Method Participants were 34 19 women, 14 men undergraduate students who completed the study in exchange for credit in an introductory social psychology course at the University of Illinois. Rather, the following paragraph-length description explained the regret information that we sought: Results All participants recorded one regret.
Regret | Definition of Regret by Merriam-Webster
Method Participants were 70 women, 49 men, 2 unspecified students who completed the study in exchange for credit in an introductory social psychology course at the University of Illinois. The instructions in the former condition read, Where in life do you feel you have the MOST opportunity? Results Two kinds of results are presented. Limitations and Implications The meta-analysis of previous content analyses of life regrets was intriguing, yet a few limitations invite new follow-up research.
A Theoretical Synthesis of the Opportunity Principle Our analysis of the opportunity principle may be summarized concisely in terms of three distinct stages at which opportunity effects may or may not occur with regard to regret experiences. Coda Opportunity breeds regret, and so regret lingers where opportunity existed. Regret and dissonance reduction as a function of postdecision salience of dissonant information. Journal of Personality and Social Psychology.
Regret in decision making. Current Directions in Psychological Science. Cooper J, Fazio R. A new look at dissonance theory. Advances in experimental social psychology. The domains of life satisfaction: An attempt to order chaos. If you had your life to live over again: What would you do differently? International Journal of Aging and Human Development. Hopes, fears, and regrets.
Festinger L, Walster E. Post-decision regret and decision reversal. Conflict, decision, and dissonance.
Stanford University Press; Clinical validation of the Quality of Life Inventory. A measure of life satisfaction for use in treatment planning and outcome assessment. The affective forecasting of changeable outcomes. Looking forward to looking backward: The misprediction of regret. The temporal pattern to the experience of regret. The experience of regret: What, when, and why. Commission, omission, and dissonance reduction: Personality and Social Psychology Bulletin.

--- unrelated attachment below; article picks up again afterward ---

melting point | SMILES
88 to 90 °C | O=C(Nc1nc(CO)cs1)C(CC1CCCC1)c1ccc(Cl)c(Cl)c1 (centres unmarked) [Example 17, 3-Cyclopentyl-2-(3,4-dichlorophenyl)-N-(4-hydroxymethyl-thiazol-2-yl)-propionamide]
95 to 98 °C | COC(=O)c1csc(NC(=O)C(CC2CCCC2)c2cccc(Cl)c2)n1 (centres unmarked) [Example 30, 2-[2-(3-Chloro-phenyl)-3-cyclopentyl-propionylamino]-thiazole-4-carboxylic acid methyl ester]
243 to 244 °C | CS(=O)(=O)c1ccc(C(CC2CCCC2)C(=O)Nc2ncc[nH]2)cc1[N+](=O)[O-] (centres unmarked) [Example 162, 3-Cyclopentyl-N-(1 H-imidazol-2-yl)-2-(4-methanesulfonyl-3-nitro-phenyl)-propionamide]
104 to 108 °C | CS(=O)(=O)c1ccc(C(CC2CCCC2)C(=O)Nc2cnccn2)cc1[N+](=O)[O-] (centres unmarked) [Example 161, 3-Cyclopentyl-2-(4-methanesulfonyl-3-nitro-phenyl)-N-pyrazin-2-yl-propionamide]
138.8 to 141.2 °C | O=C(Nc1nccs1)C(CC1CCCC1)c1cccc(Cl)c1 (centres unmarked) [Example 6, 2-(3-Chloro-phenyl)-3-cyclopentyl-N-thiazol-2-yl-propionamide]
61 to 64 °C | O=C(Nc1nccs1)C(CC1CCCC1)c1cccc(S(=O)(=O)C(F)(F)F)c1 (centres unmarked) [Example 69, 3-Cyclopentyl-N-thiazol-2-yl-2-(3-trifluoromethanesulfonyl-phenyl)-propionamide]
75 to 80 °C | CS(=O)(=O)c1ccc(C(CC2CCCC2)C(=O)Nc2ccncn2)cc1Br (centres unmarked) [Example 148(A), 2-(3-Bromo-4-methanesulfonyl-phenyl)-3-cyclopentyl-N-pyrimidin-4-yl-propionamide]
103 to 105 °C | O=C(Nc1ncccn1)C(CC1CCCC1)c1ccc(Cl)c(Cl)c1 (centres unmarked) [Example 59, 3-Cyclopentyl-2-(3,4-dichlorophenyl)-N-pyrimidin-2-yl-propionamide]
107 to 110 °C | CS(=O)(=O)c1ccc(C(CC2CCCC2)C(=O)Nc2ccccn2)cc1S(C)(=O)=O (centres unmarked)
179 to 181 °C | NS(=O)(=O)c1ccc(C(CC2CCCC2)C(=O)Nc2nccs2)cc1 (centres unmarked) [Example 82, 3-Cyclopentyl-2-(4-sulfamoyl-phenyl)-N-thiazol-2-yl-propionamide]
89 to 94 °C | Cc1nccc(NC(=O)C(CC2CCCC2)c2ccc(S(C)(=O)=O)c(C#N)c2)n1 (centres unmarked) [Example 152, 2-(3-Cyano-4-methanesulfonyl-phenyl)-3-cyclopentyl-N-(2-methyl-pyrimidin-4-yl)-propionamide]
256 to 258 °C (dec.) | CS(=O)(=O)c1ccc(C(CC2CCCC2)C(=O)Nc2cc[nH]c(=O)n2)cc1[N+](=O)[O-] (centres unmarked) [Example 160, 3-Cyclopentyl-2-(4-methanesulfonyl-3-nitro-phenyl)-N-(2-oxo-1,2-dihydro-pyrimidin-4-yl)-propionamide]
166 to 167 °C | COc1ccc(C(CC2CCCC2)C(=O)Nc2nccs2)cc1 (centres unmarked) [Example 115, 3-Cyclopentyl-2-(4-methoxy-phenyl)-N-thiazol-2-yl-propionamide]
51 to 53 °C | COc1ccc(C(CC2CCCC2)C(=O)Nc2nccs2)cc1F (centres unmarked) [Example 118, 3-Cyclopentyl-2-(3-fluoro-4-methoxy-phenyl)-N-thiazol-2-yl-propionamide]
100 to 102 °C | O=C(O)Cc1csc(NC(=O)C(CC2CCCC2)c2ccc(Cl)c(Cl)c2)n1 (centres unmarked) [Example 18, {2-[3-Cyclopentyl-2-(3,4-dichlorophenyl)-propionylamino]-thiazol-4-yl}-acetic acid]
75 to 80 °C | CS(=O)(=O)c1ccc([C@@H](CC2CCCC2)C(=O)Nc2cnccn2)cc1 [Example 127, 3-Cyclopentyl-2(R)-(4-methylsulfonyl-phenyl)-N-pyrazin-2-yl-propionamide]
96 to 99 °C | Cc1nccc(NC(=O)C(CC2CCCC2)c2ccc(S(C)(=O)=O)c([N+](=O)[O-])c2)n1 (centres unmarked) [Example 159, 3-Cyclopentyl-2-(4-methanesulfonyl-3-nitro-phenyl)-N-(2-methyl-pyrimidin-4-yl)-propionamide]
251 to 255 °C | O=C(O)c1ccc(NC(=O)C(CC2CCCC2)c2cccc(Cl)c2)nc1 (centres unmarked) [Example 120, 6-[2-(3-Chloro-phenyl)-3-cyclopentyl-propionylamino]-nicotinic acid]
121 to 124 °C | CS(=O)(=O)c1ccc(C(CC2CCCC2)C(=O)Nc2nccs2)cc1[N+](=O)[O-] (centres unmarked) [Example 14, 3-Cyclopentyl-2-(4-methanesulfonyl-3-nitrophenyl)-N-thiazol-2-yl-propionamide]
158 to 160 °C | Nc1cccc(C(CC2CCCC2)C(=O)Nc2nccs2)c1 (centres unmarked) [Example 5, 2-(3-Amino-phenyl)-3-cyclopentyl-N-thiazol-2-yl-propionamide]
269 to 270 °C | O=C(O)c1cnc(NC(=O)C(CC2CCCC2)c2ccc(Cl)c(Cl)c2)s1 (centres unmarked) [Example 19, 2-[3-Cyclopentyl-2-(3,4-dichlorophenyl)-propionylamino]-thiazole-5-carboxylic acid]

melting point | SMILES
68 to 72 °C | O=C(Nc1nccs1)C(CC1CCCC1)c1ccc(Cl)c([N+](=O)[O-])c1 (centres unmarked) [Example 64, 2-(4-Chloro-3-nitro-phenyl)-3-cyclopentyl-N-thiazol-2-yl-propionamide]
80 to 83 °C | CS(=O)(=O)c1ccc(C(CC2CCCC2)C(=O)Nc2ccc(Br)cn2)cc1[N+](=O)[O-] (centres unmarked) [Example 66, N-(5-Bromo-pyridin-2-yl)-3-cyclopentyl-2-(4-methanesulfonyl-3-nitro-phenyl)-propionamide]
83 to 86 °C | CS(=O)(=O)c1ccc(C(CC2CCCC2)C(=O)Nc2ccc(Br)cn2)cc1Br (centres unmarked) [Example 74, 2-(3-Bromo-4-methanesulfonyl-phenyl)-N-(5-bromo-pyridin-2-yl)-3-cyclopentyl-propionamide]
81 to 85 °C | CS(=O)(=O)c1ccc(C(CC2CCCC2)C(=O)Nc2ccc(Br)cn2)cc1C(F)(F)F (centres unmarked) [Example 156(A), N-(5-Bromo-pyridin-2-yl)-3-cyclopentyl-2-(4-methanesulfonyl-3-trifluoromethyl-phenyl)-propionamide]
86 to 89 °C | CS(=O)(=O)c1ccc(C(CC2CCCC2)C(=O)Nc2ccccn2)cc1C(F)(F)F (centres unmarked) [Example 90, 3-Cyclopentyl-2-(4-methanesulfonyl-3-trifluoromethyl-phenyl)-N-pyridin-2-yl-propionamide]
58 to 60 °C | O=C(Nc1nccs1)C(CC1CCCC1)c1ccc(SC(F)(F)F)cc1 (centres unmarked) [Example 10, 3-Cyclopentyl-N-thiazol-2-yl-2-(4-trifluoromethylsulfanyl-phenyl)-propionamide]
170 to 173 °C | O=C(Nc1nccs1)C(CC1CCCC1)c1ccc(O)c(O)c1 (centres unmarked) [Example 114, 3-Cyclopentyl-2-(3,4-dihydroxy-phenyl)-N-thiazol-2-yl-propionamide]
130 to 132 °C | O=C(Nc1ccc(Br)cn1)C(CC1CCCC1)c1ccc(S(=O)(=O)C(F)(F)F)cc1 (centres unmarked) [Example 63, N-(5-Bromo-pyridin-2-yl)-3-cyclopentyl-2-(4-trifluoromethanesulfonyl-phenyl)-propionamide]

Regrets of action and inaction across cultures. Journal of Cross-Cultural Psychology. International Journal of Human Development. When choice is demotivating: Can one desire too much of a good thing? Regret appraisals, age, and subjective well-being. Journal of Research in Personality. Regrets and priorities at three stages of life. Landman J, Manis JD. What might have been: Counter-factual thought concerning personal decisions. I was afraid and needed to go home to my kids. I forever fear she was in fear. The truth is that a we all try to make the best decisions possible using the information available at the time, and b we all mess up.
The saddest stories were from people who had been abused — and even in characters, they were terrible. It was one area in which the abused had control, and they regretted not exercising it. Took the Savile situation for me to realise I would be believed. They all had the same message.
Maybe these survivors passing on this single regret with such unity and clarity will encourage others to exercise that one vital control. I was humbled by their honesty. Education was high up the list — there were many more regrets to do with school and college than I would have expected. Left me disadvantaged all my life. I wanted to get a job.
I righted my regret. I was a wimp in my 20s. As well as the many tweets like this: Career-choice regrets made me realise a pattern was developing … regret seems most often to be about fear. Fear of getting it wrong, leading to an unfulfilled life, followed by self-blame for being fearful. And then, perhaps less surprising, there was love: In a way most complex, there were a lot of tweets about anxiety, and what intrigued me was the self-blame. It was encouraging that right alongside the people who regretted a life lived in fear were others who had made a change — now regretting the time it had taken to find their solution for this exact problem: Moved to France — still scary but food and life is good!
And there were some beautiful stories. At last, here was one tiny area I could be useful … I retweeted her words and asked Twitter if they could help.